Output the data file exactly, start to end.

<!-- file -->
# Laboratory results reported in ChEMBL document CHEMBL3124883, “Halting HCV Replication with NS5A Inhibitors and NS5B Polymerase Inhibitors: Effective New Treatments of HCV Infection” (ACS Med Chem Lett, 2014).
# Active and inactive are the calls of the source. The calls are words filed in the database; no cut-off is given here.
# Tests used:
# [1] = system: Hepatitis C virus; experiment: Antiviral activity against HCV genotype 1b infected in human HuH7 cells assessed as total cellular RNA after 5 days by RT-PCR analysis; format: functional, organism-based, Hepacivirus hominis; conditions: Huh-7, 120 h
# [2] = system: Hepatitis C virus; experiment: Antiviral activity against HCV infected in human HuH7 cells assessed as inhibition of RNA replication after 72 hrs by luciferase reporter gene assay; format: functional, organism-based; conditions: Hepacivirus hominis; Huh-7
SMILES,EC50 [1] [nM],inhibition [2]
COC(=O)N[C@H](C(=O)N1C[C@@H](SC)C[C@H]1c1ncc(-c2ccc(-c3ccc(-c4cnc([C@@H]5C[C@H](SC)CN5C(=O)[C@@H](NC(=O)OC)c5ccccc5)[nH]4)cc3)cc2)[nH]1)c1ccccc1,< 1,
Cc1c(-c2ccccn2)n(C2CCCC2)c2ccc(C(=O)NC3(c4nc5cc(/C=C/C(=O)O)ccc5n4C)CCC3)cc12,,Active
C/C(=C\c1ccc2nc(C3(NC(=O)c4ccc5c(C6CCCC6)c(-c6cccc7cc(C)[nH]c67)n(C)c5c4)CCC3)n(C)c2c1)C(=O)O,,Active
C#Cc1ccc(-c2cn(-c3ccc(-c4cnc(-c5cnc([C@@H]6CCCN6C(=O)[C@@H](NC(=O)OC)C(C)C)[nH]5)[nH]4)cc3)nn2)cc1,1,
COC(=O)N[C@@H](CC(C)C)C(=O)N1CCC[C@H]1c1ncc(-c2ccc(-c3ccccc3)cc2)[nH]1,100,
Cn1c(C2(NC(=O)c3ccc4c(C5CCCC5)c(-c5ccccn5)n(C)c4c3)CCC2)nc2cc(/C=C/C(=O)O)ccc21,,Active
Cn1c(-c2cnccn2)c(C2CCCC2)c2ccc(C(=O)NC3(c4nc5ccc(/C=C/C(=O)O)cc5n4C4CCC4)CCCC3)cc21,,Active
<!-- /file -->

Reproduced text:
# Laboratory results reported in ChEMBL document CHEMBL3124883, “Halting HCV Replication with NS5A Inhibitors and NS5B Polymerase Inhibitors: Effective New Treatments of HCV Infection” (ACS Med Chem Lett, 2014).
# Active and inactive are the calls of the source. The calls are words filed in the database; no cut-off is given here.
# Tests used:
# [1] = system: Hepatitis C virus; experiment: Antiviral activity against HCV genotype 1b infected in human HuH7 cells assessed as total cellular RNA after 5 days by RT-PCR analysis; format: functional, organism-based, Hepacivirus hominis; conditions: Huh-7, 120 h
# [2] = system: Hepatitis C virus; experiment: Antiviral activity against HCV infected in human HuH7 cells assessed as inhibition of RNA replication after 72 hrs by luciferase reporter gene assay; format: functional, organism-based; conditions: Hepacivirus hominis; Huh-7
SMILES,EC50 [1] [nM],inhibition [2]
COC(=O)N[C@H](C(=O)N1C[C@@H](SC)C[C@H]1c1ncc(-c2ccc(-c3ccc(-c4cnc([C@@H]5C[C@H](SC)CN5C(=O)[C@@H](NC(=O)OC)c5ccccc5)[nH]4)cc3)cc2)[nH]1)c1ccccc1,< 1,
Cc1c(-c2ccccn2)n(C2CCCC2)c2ccc(C(=O)NC3(c4nc5cc(/C=C/C(=O)O)ccc5n4C)CCC3)cc12,,Active
C/C(=C\c1ccc2nc(C3(NC(=O)c4ccc5c(C6CCCC6)c(-c6cccc7cc(C)[nH]c67)n(C)c5c4)CCC3)n(C)c2c1)C(=O)O,,Active
C#Cc1ccc(-c2cn(-c3ccc(-c4cnc(-c5cnc([C@@H]6CCCN6C(=O)[C@@H](NC(=O)OC)C(C)C)[nH]5)[nH]4)cc3)nn2)cc1,1,
COC(=O)N[C@@H](CC(C)C)C(=O)N1CCC[C@H]1c1ncc(-c2ccc(-c3ccccc3)cc2)[nH]1,100,
Cn1c(C2(NC(=O)c3ccc4c(C5CCCC5)c(-c5ccccn5)n(C)c4c3)CCC2)nc2cc(/C=C/C(=O)O)ccc21,,Active
Cn1c(-c2cnccn2)c(C2CCCC2)c2ccc(C(=O)NC3(c4nc5ccc(/C=C/C(=O)O)cc5n4C4CCC4)CCCC3)cc21,,Active